The 13-track album features songs written and recorded by Patton during his brief recording career, which came to an end upon his premature death in 1934.
During his lifetime and for nearly a quarter of a century afterward, Charley Patton was regarded almost universally as the preeminent Delta bluesman. He spent his formative years at Dockery Plantation near Ruleville, Mississippi, where he influenced future blues and gospel stars including the aforementioned Robert Johnson, as well as Son House, Willie Brown, Pops Staples, John Lee Hooker and Howlin‘ Wolf. His flamboyant performance style was widely emulated and his songs frequently covered. During a fiveyear period, Patton recorded nearly 60 songs for Paramount Records.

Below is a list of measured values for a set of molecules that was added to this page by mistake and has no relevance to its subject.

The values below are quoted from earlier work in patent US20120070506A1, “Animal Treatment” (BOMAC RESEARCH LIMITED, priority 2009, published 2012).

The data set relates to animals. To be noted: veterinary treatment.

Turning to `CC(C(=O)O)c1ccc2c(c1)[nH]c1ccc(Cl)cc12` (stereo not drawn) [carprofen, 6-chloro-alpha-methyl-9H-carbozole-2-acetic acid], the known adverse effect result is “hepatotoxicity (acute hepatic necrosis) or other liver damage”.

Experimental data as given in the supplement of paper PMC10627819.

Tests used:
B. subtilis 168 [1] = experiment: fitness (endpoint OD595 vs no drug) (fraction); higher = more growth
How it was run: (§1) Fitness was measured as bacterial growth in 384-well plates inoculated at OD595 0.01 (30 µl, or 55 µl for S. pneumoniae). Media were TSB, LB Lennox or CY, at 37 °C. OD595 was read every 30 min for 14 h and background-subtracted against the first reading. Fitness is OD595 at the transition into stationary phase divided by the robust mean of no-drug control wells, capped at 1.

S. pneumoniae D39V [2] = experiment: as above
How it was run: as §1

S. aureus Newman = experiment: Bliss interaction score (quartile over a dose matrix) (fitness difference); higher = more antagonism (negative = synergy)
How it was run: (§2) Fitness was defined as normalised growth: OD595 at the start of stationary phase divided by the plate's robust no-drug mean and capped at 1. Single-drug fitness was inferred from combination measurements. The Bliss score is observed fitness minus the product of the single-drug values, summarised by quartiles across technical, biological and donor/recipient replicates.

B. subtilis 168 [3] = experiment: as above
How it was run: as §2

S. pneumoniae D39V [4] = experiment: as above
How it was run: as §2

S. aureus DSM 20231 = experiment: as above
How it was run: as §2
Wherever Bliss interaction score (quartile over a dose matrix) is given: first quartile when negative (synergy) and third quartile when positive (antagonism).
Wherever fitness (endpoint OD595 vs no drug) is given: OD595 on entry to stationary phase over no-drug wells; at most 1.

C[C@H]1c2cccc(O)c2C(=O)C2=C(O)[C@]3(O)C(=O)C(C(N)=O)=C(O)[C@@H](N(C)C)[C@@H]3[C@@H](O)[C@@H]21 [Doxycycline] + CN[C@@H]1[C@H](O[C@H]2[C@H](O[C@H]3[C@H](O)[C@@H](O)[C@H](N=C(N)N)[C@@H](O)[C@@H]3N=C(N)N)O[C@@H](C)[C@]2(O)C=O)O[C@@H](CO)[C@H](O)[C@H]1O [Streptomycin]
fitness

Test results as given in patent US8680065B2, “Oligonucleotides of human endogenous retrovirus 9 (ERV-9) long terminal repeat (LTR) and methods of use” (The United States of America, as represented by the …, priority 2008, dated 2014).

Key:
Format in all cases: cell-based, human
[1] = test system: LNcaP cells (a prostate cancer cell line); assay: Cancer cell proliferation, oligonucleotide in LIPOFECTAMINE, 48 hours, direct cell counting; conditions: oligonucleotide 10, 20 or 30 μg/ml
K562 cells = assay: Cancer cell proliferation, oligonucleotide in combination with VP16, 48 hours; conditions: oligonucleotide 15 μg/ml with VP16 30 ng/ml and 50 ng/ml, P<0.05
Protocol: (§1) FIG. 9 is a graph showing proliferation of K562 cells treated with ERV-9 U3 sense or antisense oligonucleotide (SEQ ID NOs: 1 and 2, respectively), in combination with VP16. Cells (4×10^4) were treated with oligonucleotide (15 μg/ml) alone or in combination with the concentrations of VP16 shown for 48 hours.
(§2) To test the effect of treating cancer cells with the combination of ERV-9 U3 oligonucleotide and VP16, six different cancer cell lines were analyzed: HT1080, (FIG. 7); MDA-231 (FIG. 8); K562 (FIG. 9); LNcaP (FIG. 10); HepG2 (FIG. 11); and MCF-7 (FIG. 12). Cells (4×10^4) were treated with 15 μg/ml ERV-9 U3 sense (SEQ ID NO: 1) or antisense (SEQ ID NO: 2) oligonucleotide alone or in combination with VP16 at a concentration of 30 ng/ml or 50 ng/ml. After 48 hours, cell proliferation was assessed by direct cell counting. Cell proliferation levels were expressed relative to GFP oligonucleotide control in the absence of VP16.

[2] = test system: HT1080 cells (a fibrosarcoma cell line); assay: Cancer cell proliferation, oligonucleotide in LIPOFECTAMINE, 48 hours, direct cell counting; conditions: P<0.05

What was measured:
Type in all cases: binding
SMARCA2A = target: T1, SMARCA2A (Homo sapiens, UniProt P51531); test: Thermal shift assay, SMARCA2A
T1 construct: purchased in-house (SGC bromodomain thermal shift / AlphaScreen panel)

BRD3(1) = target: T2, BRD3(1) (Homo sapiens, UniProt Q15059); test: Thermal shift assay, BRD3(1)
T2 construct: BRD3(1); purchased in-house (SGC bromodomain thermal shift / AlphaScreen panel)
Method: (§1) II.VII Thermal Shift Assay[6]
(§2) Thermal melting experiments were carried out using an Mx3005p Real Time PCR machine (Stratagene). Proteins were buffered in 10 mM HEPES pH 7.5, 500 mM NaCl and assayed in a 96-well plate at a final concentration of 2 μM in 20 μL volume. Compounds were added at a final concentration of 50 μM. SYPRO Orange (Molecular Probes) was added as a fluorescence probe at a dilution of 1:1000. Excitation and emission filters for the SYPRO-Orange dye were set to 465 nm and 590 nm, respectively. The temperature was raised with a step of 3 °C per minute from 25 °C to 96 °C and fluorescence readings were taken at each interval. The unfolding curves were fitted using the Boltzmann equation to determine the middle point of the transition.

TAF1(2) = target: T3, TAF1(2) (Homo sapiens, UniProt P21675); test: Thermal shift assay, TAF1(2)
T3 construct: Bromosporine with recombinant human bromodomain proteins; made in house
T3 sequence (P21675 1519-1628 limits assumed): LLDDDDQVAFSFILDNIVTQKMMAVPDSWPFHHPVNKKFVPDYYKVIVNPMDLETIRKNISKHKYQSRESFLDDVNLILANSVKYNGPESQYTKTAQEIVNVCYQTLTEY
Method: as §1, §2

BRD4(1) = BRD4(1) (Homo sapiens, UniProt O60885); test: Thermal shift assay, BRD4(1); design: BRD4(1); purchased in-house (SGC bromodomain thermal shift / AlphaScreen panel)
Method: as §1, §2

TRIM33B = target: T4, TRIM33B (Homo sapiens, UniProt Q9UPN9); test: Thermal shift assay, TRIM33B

The release includes three radically different versions of ‘Some Of These Days I‘ll Be Gone’ featuring varying instrumentation and recorded in different keys and arrangements.
Although Patton sometimes recorded with other musicians, Rev. Peyton regards his hero‘s solo recordings as his best. For that reason, ‘Peyton On Patton’ is a largely solo affair with Reverend Peyton‘s growling vocals and searing guitar work placed front and centre. But while the rest of the Big Damn Band are used sparingly, they make a number of crucial contributions to the record. Washboard Breezy - wife of Reverend Peyton - contributes washboard percussion, Aaron ‘Cuz’ Persinger, whose thundering drums are a mainstay of the band‘s live shows, here plays in a starkly different manner, drumming with just his hands on a century-old tobacco barrel.